Are you ready to reprioritize your life, knowing that hobbies and downtime will take a backseat to your child’s needs for the foreseeable future?
Shared Parenting Values
Do you share the same values as your partner about raising children, regarding sharing the responsibility and how you want to raise them?
Alignment in parenting styles is crucial. Even though you might think that you agree generally with your partner about how to raise kids, you might find many points of friction along the way, like discussions on
- Where to live — which country, what size of town
- Public vs private education
- Strict vs relaxed approach
- Religious upbringing
- The importance of extra-curriculars
- How much time kids should spend with parents (and with each parent)
- How much time parents should each devote to child-rearing
There’s much, much more, of course. And it’s basically impossible to cover all the ground before embarking on the journey — though you should certainly try.
Research published in the journal Frontiers in Psychology indicates that discrepancies in parenting approaches can create conflict and discord and significantly affect family harmony and children’s development.
Discussing expectations, roles, and parenting philosophies before having children is vital. And know that the impact of disagreement can be severe. It’s not just about the day-to-day decisions, but the foundational values and approaches to life that you’ll be imparting to your children.
Available Support Systems
Do you have the right support around you, including family, friends, and social services like health and education?
A proverb says, “It takes a village to raise a child,” and it’s an accurate reflection of how many parents feel.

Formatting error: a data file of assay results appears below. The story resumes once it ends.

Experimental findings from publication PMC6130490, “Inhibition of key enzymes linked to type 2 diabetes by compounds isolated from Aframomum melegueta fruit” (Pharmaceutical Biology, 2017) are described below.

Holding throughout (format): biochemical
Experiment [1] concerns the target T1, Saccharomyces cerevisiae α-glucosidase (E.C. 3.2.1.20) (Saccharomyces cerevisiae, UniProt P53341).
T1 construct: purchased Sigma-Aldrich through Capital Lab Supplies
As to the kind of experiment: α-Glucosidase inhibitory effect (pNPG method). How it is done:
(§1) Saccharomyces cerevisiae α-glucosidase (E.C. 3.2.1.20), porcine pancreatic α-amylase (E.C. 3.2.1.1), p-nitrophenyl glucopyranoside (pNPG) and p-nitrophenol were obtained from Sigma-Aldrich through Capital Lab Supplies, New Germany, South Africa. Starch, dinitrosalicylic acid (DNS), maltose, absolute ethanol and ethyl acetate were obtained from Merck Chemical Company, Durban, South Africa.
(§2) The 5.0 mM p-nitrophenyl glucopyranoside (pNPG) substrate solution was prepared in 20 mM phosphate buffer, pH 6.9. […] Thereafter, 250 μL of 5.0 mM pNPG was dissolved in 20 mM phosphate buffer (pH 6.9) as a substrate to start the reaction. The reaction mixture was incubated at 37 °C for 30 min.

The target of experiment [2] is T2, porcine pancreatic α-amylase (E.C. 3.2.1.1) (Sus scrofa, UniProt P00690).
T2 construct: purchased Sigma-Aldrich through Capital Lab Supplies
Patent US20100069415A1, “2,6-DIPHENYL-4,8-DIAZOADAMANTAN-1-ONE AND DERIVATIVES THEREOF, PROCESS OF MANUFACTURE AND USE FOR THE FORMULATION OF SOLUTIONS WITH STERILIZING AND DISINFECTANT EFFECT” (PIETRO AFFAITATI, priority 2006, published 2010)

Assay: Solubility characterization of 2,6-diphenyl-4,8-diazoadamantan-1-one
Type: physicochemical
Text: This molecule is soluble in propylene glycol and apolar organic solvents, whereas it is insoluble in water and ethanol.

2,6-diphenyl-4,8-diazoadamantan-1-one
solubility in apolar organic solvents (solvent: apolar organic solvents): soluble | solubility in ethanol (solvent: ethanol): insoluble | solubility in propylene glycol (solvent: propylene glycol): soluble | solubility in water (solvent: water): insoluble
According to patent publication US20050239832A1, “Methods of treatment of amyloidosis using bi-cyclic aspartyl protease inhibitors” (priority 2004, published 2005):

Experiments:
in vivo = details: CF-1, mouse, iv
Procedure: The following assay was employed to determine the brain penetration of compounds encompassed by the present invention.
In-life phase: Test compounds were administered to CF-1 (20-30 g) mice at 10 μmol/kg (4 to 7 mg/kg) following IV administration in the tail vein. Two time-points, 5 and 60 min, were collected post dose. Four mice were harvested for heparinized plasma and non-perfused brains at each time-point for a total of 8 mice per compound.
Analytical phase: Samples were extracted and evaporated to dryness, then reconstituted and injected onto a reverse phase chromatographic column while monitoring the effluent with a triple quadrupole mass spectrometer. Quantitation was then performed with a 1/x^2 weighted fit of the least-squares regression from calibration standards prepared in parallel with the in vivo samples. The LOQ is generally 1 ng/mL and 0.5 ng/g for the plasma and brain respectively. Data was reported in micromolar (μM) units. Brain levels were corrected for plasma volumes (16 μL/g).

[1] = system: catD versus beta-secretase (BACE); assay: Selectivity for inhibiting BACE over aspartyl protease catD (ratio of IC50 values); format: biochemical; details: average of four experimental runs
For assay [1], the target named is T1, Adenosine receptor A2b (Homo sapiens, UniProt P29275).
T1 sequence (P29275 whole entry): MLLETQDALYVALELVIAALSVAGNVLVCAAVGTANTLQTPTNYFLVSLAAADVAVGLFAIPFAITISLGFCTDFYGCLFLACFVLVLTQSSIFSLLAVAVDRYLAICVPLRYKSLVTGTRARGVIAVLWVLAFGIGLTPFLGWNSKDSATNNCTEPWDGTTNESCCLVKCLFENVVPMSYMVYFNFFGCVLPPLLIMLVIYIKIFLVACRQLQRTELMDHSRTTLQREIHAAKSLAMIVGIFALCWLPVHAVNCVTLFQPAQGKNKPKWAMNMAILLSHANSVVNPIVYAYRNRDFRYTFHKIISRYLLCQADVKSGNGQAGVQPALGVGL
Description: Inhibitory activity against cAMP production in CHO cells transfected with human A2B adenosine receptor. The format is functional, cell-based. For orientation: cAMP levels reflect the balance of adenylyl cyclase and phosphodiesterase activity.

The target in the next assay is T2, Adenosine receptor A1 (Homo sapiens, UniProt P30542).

Support systems for parents can include extended family members, close friends, community groups, childcare providers, educational institutions, and even health professionals. These all play a pivotal role in providing emotional, logistical, and sometimes financial support for parents in child-rearing.
A study published in the Journal of Family Issues emphasizes the importance of support systems for raising kids, even in families with at least one full-time parent. The presence of a robust support system can significantly enhance parenting competence by providing encouragement, resources, and a sense of community.
Assessing the availability of these resources, both within your family and within your social support institutions, is crucial before taking the deep plunge into parenthood.
Handicaps / Neurodivergence
Are you willing to raise a child with a physical handicap or a neurodivergent trait?
Before you embark on the journey of parenthood, it’s essential to consider the full spectrum of responsibilities that might come your way.
According to a study published in the American Journal of Medical Genetics, approximately 3% of children are born with genetic abnormalities. This doesn’t even account for neurodiversity, such as autism or ADHD, which the CDC states affects 1 in 54 children.